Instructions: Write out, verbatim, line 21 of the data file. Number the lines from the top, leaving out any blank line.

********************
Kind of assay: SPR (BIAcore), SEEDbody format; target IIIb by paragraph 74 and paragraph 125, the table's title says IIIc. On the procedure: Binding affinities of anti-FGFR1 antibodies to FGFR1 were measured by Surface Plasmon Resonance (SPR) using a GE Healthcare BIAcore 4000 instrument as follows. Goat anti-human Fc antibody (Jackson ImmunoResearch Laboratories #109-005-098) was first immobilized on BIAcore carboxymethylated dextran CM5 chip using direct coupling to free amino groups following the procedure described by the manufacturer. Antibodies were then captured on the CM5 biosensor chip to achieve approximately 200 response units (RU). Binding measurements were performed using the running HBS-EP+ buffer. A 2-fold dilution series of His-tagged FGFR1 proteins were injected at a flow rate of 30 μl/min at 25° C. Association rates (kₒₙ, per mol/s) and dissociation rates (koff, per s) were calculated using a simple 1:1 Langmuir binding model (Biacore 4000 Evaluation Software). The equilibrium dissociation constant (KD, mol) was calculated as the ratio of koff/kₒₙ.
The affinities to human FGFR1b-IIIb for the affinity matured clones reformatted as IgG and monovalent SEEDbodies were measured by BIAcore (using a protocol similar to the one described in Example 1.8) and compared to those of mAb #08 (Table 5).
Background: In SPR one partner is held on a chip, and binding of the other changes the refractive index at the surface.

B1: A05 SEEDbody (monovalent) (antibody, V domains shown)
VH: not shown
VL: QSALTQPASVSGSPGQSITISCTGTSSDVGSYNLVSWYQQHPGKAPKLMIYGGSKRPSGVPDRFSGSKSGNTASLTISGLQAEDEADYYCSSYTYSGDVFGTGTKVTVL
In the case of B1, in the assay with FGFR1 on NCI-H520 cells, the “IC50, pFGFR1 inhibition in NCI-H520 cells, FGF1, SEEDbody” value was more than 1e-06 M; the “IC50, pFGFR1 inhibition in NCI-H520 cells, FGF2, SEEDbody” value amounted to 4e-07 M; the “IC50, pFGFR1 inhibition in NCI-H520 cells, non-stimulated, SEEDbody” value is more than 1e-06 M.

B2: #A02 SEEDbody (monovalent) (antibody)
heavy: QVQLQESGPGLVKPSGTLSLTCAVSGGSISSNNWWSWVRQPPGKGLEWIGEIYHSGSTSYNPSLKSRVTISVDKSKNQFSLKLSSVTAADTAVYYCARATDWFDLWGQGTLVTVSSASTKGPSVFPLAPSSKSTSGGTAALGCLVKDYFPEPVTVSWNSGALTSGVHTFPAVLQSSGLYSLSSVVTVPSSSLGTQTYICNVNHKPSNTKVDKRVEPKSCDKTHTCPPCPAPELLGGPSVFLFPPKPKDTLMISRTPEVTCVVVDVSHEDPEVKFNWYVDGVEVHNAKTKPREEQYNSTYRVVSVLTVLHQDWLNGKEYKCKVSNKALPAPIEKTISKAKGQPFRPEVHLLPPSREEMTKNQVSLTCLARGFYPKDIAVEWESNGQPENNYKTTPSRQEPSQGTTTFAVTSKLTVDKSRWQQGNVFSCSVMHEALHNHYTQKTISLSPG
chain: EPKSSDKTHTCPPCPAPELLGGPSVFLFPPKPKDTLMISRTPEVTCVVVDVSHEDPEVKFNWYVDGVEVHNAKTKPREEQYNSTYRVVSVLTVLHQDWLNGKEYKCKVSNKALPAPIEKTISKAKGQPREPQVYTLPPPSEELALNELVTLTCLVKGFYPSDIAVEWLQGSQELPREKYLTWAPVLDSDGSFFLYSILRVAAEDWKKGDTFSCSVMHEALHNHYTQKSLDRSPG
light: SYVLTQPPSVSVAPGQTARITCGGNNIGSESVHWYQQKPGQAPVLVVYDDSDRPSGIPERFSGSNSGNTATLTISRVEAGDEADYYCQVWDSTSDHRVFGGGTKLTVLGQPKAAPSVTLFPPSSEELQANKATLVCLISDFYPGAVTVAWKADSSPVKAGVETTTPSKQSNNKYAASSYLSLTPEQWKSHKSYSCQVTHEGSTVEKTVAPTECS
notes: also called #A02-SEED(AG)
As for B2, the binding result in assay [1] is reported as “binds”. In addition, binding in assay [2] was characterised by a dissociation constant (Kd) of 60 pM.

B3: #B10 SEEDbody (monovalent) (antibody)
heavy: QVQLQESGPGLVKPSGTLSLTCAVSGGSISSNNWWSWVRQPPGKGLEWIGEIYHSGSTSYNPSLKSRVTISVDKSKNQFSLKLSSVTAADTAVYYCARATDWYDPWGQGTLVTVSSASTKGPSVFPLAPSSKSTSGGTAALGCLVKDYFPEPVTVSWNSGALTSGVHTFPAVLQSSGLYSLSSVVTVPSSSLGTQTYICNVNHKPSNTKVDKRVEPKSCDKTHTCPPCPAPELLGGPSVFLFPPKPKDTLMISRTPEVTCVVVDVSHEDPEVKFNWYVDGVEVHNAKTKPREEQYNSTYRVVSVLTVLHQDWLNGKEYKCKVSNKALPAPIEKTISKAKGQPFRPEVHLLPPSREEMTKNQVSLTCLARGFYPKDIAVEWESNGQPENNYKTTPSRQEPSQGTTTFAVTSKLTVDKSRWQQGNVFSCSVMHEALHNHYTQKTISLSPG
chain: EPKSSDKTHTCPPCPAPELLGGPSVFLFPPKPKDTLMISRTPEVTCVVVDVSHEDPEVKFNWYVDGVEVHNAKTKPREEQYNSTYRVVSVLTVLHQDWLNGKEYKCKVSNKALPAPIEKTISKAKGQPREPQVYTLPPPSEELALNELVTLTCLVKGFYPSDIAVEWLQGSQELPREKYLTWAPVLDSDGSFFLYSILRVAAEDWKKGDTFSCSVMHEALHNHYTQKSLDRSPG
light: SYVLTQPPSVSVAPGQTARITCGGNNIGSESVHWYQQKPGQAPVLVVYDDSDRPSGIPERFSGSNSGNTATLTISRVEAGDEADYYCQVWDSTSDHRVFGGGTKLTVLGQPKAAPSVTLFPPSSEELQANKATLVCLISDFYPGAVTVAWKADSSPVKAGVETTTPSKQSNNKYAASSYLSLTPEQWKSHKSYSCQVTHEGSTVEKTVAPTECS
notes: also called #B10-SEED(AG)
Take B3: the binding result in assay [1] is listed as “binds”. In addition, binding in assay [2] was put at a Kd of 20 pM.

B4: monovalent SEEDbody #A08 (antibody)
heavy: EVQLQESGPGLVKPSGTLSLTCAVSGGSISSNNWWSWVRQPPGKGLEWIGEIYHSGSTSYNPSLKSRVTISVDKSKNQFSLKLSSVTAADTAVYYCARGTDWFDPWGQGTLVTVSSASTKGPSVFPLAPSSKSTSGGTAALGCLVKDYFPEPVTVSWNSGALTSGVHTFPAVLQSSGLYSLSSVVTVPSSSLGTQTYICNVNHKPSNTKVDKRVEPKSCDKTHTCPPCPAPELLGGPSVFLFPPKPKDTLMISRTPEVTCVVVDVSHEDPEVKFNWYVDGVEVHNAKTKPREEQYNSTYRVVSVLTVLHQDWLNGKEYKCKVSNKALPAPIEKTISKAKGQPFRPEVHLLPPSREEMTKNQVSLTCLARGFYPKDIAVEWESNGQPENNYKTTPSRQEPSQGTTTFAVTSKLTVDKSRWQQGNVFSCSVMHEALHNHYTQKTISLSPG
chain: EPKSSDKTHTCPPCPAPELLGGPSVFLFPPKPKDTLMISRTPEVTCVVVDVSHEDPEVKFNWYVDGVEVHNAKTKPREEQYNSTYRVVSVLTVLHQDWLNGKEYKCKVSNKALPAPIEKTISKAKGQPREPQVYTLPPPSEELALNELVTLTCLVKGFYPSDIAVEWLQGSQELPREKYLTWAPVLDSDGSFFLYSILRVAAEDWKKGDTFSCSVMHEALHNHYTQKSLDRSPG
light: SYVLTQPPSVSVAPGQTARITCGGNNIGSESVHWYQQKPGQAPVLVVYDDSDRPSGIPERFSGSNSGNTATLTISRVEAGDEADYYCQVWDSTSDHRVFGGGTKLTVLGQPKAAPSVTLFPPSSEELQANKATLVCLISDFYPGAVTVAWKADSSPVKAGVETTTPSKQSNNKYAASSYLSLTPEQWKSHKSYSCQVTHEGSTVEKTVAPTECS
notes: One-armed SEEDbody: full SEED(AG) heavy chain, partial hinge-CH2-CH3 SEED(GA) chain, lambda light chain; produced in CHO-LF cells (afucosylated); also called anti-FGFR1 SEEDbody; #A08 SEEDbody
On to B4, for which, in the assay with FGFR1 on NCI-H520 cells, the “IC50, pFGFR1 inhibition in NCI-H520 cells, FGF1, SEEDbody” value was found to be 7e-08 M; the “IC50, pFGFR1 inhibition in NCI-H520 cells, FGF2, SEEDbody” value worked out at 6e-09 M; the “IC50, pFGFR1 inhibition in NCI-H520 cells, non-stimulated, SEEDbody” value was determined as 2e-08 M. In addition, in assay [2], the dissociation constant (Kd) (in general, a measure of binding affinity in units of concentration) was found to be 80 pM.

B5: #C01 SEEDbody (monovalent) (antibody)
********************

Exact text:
heavy: EVQLQESGPGLVKPSGTLSLTCAVSGGSISSNNWWSWVRQPPGKGLEWIGEIYHSGSTSYNPSLKSRVTISVDKSKNQFSLKLSSVTAADTAVYYCARGTDWFDPWGQGTLVTVSSASTKGPSVFPLAPSSKSTSGGTAALGCLVKDYFPEPVTVSWNSGALTSGVHTFPAVLQSSGLYSLSSVVTVPSSSLGTQTYICNVNHKPSNTKVDKRVEPKSCDKTHTCPPCPAPELLGGPSVFLFPPKPKDTLMISRTPEVTCVVVDVSHEDPEVKFNWYVDGVEVHNAKTKPREEQYNSTYRVVSVLTVLHQDWLNGKEYKCKVSNKALPAPIEKTISKAKGQPFRPEVHLLPPSREEMTKNQVSLTCLARGFYPKDIAVEWESNGQPENNYKTTPSRQEPSQGTTTFAVTSKLTVDKSRWQQGNVFSCSVMHEALHNHYTQKTISLSPG